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Owning a Guard Dog

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A good guard dog can be any dog with a bark loud enough to scare away a stranger or alert you to the presence of an intruder. For the average homeowner seeking a four-legged “early warning system,” just about any breed will do, although some dogs have been bred for guarding abilities (see end of this article).

In most ways, a guard dog is like any other dog. He needs the same care and attention and deserves to be part of a loving family.

If all you want is protection and not a new addition to your family, you’re better off investing in an alarm system. A professional security system will be cheaper in the long run (no medical bills, food, training, etc.) and you won’t have to deal with a potentially dangerous animal.

Research the different breeds. If you do decide to get a real guard dog, be prepared to invest a lot of time and money in professional training. The goal is to end up with a dog that aggressively protects your homeand family while remaining a loving and sociable pet. Guard dog breeds need to be exposed to all sorts of people and animals from the time they are very young so that they can learn to behave appropriately around non-threatening strangers.

Since most guard breeds are naturally aggressive and dominant, they need to learn that you are the boss through your gestures, mannerisms, and voice commands. If you appear weak to one of the guarding breeds (especially the male of any breed), he will not see you as an authoritarian figure and will most likely ignore your commands.

If you choose a dog breed that has been bred to guard sheep flocks or cattle herds, you need to have a large yard that is securely fenced in. Your dog’s territory needs to be clearly defined or else his perceived territory may expand into the neighbor’s yard or the park across the street.

With this type of dog, also be prepared to be “herded” along with your other pets and children. Remember, this dog was bred to guard a flock and part of that includes keeping members of the flock in a place where they can be easily watched and protected. If your dog is properly trained, then this behavior will manifest itself as a minor personality quirk.

If you are going to own a guard dog, you have to realize that you can’t turn his aggressive qualities on and off to suit your mood. You can learnto control these qualities, however, through firm and consistent trainingtechniques.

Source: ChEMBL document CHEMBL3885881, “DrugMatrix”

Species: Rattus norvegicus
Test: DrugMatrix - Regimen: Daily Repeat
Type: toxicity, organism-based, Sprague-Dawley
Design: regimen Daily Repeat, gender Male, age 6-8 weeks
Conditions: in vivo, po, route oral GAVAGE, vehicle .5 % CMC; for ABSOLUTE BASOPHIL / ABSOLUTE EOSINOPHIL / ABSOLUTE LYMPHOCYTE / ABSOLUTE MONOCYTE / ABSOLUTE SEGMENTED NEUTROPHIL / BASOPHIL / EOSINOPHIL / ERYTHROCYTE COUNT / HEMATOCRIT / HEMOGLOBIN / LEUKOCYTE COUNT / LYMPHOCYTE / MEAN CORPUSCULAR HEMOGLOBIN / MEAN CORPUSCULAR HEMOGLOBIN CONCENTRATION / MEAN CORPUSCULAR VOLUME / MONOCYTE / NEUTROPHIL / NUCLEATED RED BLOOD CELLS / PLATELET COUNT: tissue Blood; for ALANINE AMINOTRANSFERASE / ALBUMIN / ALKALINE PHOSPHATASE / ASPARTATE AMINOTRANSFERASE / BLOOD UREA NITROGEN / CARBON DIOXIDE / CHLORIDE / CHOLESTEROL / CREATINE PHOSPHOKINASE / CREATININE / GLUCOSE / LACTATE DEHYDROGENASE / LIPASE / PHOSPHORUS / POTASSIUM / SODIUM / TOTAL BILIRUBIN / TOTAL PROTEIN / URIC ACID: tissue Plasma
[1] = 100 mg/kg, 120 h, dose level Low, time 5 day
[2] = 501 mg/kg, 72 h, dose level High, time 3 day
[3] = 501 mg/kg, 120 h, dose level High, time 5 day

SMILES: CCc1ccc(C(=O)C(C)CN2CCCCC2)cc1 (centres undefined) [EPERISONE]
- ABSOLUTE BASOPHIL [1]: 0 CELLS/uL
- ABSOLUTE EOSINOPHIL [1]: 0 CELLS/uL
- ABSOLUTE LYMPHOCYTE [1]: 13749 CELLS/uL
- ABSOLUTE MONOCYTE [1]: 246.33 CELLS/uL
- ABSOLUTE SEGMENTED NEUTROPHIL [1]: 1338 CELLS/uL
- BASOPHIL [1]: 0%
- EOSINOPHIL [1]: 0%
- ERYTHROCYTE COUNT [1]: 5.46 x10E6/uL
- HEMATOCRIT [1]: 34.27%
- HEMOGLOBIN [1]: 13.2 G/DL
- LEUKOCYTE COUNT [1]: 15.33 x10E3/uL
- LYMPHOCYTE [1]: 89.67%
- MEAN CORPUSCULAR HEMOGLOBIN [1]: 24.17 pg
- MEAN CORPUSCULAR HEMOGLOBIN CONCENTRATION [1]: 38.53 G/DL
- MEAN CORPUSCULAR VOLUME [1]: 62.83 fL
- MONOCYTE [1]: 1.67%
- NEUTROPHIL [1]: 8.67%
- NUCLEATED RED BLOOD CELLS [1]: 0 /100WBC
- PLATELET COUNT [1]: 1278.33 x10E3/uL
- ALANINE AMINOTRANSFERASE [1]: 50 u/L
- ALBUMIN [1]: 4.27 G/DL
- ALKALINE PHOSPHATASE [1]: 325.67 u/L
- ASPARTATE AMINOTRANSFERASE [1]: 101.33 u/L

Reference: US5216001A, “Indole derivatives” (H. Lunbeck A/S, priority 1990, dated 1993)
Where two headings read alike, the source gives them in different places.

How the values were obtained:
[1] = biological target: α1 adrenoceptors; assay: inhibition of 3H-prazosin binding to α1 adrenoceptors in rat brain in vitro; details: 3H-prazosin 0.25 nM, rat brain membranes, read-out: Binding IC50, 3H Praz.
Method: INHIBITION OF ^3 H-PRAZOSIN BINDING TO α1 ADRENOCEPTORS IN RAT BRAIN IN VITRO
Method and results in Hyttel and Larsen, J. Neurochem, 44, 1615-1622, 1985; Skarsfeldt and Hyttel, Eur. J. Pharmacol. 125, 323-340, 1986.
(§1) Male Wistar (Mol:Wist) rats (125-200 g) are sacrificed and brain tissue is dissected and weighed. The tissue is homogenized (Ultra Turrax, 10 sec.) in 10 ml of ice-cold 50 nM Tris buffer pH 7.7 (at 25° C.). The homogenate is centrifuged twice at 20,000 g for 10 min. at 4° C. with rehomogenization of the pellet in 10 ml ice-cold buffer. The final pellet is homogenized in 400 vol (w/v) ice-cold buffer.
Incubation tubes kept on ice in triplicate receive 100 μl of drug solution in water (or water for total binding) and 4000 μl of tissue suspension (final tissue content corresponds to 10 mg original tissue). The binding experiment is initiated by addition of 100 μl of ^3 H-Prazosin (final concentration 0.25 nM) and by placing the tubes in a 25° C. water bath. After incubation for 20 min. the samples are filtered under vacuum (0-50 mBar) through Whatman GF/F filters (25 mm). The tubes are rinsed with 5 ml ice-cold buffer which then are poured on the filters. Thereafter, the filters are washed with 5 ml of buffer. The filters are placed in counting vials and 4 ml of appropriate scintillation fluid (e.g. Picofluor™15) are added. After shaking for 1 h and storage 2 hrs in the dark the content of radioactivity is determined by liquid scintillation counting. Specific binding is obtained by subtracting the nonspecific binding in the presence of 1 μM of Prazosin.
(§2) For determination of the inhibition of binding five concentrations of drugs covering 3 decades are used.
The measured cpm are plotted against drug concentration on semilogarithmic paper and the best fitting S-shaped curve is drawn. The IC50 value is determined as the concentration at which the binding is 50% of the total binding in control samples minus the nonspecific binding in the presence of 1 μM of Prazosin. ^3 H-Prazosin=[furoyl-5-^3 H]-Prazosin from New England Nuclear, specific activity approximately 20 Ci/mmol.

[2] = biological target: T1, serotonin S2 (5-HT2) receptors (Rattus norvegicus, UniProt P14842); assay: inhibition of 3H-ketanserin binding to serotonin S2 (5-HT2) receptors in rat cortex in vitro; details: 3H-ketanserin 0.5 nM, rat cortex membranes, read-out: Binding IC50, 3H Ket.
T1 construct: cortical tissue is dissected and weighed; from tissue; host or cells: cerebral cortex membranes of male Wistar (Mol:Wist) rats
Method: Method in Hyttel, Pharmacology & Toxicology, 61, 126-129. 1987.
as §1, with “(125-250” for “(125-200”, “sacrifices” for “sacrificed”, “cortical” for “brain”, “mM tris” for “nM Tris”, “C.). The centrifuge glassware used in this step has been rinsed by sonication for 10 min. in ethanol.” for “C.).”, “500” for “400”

For information about training a dog, see The Koehler Method of Guard Dog Training

Guard Dog Breeds

If you want a dog that has been bred for its guarding ability, you can choose from many breeds:

Ainu Dog
Airedale Terrier
Akbash Dog
Akita Inu
Alano Espanol
Alapaha Blue Blood Bulldog
American Bandogge Mastiff
American Bulldog
American Mastiff
American Mastiff (Panja)
American Pit Bull Terrier
American Staffordshire Terrier
American White Shepherd
Anatolian Shepherd Dog
Argentine Dogo
Australian Cattle Dog
Australian Shepherd
Austrian Shorthaired Pinscher
Banter Bulldogge
Beauceron
Belgian Shepherd Groenendael
Belgian Shepherd Laekenois
Belgian Shepherd Malinois
Belgian Shepherd Tervuren
Black Mouth Cur
Black Russian Terrier
Bouvier des Flanders
Boxer
Briard
Bull Boxer
Bulldog
Bullmastiff
Canaan Dog
Cane Corso Italiano
Canis Panther
Cao de Fila de Sao Miguel
Cao de Serra de Aires
Caucasian Ovtcharka
Cenral Asian Ovtcharka
Chesapeake Bay Retriever
Chinese Chonqing Dog
Chow Chow
Czechoslovakian Wolfdog
Doberman Pinscher
Dogue Brasileiro
Dogue de Bordeaux
Dorset Olde Tyme Bulldogge
Dutch Shepherd Dog
East European Shepherd
Estrela Mountain Dog
Eurasian
Fila Brasileiro
German Pinscher
German Shepherd Dog
German Wirehaired Pointer
Giant Schnauzer
Great Pyrenees
Hovawart
Irish Terrier
Irish Staffordshire Bull Terrier
Jindo
Kangal Dog
Kerry Blue Terrier
King Shepherd
Komondor
Kuvasz
Maremma Sheepdog
Mastiff
Neapolitan Mastiff
Nebolish Mastiff
Norwegian Elkhound
Olde English Bulldogge
Old Victorian Bulldogge
Perro de Presa Mallorquin
Pyrenean Mastiff
Rhodesian Ridgeback
Roman Rottweiler
Rottweiler
Russian Bear Schnauzer
Schipperke
Shiloh Shepherd
Slovensky Cuvac
Spanish Mastiff
Spanish Water Dog
Staffordshire Bull Terrier
Standard Schnauzer
Tibetan Mastiff
Titan Bulle-Dogge
Tosa Inu
Valley Bulldog
Victorian Bulldog
Weimaraner and Wetterhoun

Updated: December 14, 2013 — 9:10 pm

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